President Joe Biden’s Department of Housing and Urban Development (HUD) just announced that it will investigate sexual orientation and gender identity housing discrimination claims and signaled that they are looking into overturning one of the Trump administration’s most odious anti-transgender policies.
In a directive released today, the HUD said that it will interpret the Fair Housing Act of 1968’s ban on discrimination based on sex to include anti-LGBTQ discrimination and investigate claims made by LGBTQ people dating back to January 20, 2021.
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A statement announcing the directive cites “a number of housing discrimination studies which indicate that same-sex couples and transgender persons… experience demonstrably less favorable treatment than their straight and cisgender counterparts when seeking rental housing.”
The HUD referred to the Supreme Court’s landmark LGBTQ decision in Bostock v. Clayton Co., which found that Title VII’s ban on discrimination “based on sex” prohibits discrimination based on sexual orientation and gender identity because it’s impossible to discriminate against LGBTQ people without taking their sex into account.
“Housing discrimination on the basis of sexual orientation and gender identity happens throughout the United States,” a HUD official said in a press call. “Housing providers need to know it violates the law, and it demands urgent enforcement action.”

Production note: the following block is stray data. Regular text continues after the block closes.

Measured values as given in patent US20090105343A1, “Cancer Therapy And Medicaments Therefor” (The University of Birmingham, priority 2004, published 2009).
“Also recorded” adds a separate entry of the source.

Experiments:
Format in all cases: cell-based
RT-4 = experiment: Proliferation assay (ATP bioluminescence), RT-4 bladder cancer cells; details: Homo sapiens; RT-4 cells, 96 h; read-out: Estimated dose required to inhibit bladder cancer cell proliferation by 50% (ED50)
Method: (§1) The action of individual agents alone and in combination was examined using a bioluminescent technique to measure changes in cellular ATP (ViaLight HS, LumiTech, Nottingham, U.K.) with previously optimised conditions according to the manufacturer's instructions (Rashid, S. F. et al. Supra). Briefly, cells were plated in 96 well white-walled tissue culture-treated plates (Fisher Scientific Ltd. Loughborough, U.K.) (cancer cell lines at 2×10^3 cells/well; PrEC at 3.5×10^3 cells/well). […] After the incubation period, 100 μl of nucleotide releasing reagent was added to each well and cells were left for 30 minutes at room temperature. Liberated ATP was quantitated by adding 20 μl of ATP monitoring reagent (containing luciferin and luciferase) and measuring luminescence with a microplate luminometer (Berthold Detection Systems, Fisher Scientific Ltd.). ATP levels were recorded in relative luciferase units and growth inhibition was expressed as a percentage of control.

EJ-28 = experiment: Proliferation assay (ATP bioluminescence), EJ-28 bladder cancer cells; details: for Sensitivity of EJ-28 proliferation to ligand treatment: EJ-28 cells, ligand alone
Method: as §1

Randall Coffman, a gay man in Florida, may have faced housing discrimination that would be covered by the directive today. He was allegedly kicked out of his apartment when his landlord Jackie Cooper found out he was gay.
Shortly after he moved into an apartment, she told him that he should not have women visiting him late, and he said that that wouldn’t happen because he’s gay.
Cooper started harassing Coffman and eventually kicked him out of his home. He recorded her saying she doesn’t “want homosexuals coming in and out of my place.”
But he couldn’t even try to make a claim against her Cooper because his county did not ban housing discrimination against LGBTQ people.
Democrats haled the rule change.
“HUD’s actions today to fully enforce the Fair Housing Act will guarantee protections for our LGBTQ friends and neighbors and ensure every American is able to access housing free from discrimination,” said Rep. Jennifer Wexton (D-VA) in a statement. “Housing saves lives.”
Today’s directive does not change the Trump administration’s modification of the Equal Access Rule. The Trump administration modified the rule so that homeless shelters that receive federal funds could openly turn away transgender people, and even issued a memo explaining to homeless shelters how to spot a transgender woman.
“HUD rejects the prior administration’s unfinalized proposed rule that would have weakened the protections of the Equal Access Rule,” the HUD official said, adding that they’re currently in the process of investigating that rule.